National Review Online
Last weekend, there were violent demonstrations in Afghanistan to protest a Koran burning in Florida. The Afghans who incited the demonstrations have delivered on several key Taliban objectives. They scored important points in the battle for hearts and minds when the U.S. president and senior American and NATO military commanders went on the defensive before Afghan audiences. More troubling, powerful American voices expressed doubts about bedrock American freedoms of speech and religion.
Senate Majority Leader Harry Reid debated holding hearings on Koran desecration. Sen. Lindsey Graham, who boasts of being a chief sponsor of legislation against flag burning, expressed his wish to “hold people accountable” for Koran burnings, since, while “free speech is a great idea,” America is “in a war.” When given a chance to explain, he dug this hole deeper. This isn’t the first time that violence has secured concessions from U.S. officials: Last September, Supreme Court Justice Stephen Breyer told an interviewer of his desire for a First Amendment exception that would allow those who immolate the Muslim holy book to be punished. These senior American leaders are, in effect, contemplating an Islamic blasphemy law — the first U.S. federal blasphemy law for any religion.
In response to this baleful drama, the first thing to understand is that accusations of apostasy, blasphemy, and insulting Islam are protean. In the Muslim world, blasphemy punishments are not used primarily against religious insult by the intolerant, but against those who express unpopular or dissenting views. International human-rights groups report that in Pakistan, blasphemy charges are also commonly used against neighbors and co-workers to settle personal scores.
Muslim blasphemy has recently been defined to include: denouncing stoning as a human-rights violation (Sudan), opening girls’ schools (Bangladesh), criticizing the Guardianship of the Jurists (Iran), petitioning for a constitution (Saudi Arabia), use of the word “Allah” by Christians (Malaysia), rejecting an order for violent jihad (Sudan), praying at the graves of relatives (Saudi Arabia), translating the Koran into Dari (Afghanistan), accidentally tearing a calendar page containing a Koranic verse (Pakistan), naming a teddy bear after a boy named Mohamed (Sudan), urging that the Koran be understood in its historical and cultural context (Indonesia), teaching Shiism (Egypt), and calling for a ban on child brides (Yemen). Mob violence, intimidation, court trials, and penalties accompany these cases.
And once in place, blasphemy laws are nearly impossible to reform. This year in Pakistan, Gov. Salman Taseer and cabinet minister Shabbaz Bhatti were murdered for opposing such laws.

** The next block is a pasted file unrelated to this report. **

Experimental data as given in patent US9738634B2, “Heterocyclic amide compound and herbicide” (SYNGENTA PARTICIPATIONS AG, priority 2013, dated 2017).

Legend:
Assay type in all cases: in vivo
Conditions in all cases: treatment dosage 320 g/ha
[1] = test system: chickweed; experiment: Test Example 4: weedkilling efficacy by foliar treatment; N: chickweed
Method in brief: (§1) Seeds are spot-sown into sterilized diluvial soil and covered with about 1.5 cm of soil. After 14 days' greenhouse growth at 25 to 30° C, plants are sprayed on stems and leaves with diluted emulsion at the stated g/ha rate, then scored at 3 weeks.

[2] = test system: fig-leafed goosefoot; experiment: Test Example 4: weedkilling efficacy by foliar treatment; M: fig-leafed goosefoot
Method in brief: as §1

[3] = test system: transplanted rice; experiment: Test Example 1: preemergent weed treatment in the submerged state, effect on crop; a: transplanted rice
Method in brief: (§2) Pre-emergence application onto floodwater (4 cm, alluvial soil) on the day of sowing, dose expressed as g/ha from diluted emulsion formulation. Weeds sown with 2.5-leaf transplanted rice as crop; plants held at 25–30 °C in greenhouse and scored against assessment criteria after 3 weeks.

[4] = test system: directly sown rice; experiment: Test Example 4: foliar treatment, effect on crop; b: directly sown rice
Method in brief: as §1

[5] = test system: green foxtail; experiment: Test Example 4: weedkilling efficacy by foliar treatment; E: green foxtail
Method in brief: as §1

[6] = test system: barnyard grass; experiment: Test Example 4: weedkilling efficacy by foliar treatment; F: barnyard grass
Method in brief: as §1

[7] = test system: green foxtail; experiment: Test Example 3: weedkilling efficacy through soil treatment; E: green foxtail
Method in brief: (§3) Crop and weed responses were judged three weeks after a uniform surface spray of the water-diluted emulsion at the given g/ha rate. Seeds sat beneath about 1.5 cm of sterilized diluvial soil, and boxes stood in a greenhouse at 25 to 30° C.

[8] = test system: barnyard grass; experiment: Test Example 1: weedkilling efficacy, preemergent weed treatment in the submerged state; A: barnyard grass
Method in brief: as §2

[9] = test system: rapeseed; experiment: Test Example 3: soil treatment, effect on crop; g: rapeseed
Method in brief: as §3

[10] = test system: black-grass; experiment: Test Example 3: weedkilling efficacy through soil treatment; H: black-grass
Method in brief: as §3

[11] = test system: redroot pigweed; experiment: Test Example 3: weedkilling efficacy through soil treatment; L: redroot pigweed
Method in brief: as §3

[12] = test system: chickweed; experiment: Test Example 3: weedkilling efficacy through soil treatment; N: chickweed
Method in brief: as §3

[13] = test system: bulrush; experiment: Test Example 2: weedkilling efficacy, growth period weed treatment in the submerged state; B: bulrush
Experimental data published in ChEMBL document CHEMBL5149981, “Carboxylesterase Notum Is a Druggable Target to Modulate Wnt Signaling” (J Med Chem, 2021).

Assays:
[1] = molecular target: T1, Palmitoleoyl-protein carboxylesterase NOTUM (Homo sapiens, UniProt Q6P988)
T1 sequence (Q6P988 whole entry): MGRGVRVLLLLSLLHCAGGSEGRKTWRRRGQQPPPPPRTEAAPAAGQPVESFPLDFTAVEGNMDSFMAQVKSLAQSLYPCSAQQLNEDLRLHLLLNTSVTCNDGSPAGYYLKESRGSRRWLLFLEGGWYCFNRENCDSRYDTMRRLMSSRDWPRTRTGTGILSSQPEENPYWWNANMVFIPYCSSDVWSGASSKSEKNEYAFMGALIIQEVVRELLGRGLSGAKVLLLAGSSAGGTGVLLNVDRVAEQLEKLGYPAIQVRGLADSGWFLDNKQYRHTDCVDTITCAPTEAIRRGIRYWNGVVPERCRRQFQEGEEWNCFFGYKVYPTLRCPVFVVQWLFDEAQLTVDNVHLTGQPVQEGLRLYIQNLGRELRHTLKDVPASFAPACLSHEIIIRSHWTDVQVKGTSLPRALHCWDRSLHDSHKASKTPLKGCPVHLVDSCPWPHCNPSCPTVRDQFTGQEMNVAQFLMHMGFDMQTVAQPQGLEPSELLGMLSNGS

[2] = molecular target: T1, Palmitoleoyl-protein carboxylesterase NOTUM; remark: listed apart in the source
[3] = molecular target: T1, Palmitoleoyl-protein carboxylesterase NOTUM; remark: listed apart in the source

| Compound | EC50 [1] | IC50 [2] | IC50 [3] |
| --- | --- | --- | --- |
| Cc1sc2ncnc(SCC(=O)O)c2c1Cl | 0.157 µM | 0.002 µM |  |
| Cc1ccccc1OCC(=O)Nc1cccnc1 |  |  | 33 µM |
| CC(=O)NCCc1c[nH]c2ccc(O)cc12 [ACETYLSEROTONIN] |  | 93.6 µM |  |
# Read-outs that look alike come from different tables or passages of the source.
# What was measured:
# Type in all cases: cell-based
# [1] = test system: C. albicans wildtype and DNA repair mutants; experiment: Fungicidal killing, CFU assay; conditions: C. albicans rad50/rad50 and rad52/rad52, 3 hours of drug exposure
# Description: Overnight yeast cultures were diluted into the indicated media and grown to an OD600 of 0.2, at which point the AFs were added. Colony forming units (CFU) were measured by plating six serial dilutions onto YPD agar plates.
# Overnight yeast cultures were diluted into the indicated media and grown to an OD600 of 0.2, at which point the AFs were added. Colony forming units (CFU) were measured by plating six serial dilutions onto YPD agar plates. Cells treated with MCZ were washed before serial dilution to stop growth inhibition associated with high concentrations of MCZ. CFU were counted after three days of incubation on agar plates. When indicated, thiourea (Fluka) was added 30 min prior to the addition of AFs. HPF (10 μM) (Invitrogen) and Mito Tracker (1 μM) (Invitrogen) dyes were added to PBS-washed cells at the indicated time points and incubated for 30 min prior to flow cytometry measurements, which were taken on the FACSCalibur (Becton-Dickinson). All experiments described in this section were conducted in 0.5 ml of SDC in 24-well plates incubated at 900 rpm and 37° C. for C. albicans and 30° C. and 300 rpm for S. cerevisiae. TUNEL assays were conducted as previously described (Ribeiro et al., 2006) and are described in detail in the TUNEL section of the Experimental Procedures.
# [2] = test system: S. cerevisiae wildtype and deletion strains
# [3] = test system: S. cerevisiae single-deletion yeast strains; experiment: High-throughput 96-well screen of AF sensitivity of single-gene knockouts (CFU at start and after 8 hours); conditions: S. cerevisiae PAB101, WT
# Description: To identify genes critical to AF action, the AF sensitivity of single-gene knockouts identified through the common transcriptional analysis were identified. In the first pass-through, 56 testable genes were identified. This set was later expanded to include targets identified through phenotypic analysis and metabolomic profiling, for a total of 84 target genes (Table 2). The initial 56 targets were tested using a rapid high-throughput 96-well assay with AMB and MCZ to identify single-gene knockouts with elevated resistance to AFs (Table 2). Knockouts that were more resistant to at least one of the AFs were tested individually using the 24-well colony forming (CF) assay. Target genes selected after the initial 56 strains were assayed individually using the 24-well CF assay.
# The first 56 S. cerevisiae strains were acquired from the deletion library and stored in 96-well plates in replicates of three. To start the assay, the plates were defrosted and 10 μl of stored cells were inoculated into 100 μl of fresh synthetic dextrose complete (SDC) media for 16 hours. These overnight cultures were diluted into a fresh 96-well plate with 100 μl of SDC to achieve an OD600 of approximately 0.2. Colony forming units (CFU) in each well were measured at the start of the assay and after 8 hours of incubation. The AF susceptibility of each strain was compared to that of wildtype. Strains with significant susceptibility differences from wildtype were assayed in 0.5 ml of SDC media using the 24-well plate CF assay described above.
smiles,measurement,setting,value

Second, complaints of blasphemy are politically manipulated, particularly when levelled against someone in a foreign country. While, with political and social turmoil overwhelming many Organization of Islamic Conference members, the Florida Koran-burning case has the potential of going viral, so far it has not caused rioting in Mecca or anywhere else in the Muslim heartland, the Arab world. In fact, it is only rare Western “insults to Islam,” such as the Danish cartoons or the pope’s Regensburg speech (which linked Islam to violence), that become causes célèbres worldwide, and these occur only after concerted political campaigns to foment outrage.
Finally, by their nature, Muslim blasphemy punishments abjectly fail at bringing about social peace. Even aside from the problem of a law to protect only one religion, in the battle of ideas within Islam, blasphemy restrictions empower extremists, who use them to silence alternative voices. Muslim religious and political reformers working to lift their societies out of stunting ideological conformity are the first to be silenced.
As one such Muslim reformer, the late Egyptian scholar Nasr Hamid Abu-Zayd, pointed out: “Having been at the receiving end of such allegations — and driven from my home in Egypt to exile in the Netherlands — I can state with conviction that charges of apostasy and blasphemy are key weapons in the fundamentalists’ arsenal, strategically employed to prevent reform of Muslim societies and instead confine the world’s Muslim population to a bleak, colorless prison of socio-cultural and political conformity.”
The ultimate goal of the Taliban and other radical groups is, of course, to impose strict Islamic rule, which critically hinges on the regulation of speech about and within Islam. If our leaders now entertain proposals for restricting speech about and within Islam, one blowback from Operation Enduring Freedom may be in fact the decrease of freedom — here at home.
Paul Marshall is a Senior Fellow with Hudson Institute's Center for Religious Freedom.
Nina Shea is a Senior Fellow and Director of Hudson Institute's Center for Religious Freedom.
Home | Learn About Hudson | Hudson Scholars | Find an Expert | Support Hudson | Contact Information | Site Map
Policy Centers | Research Areas | Publications & Op-Eds | Hudson Bookstore
Hudson Institute, Inc. 1015 15th Street, N.W. 6th Floor Washington, DC 20005
Phone: 202.974.2400 Fax: 202.974.2410 Email the Webmaster
© Copyright 2013 Hudson Institute, Inc.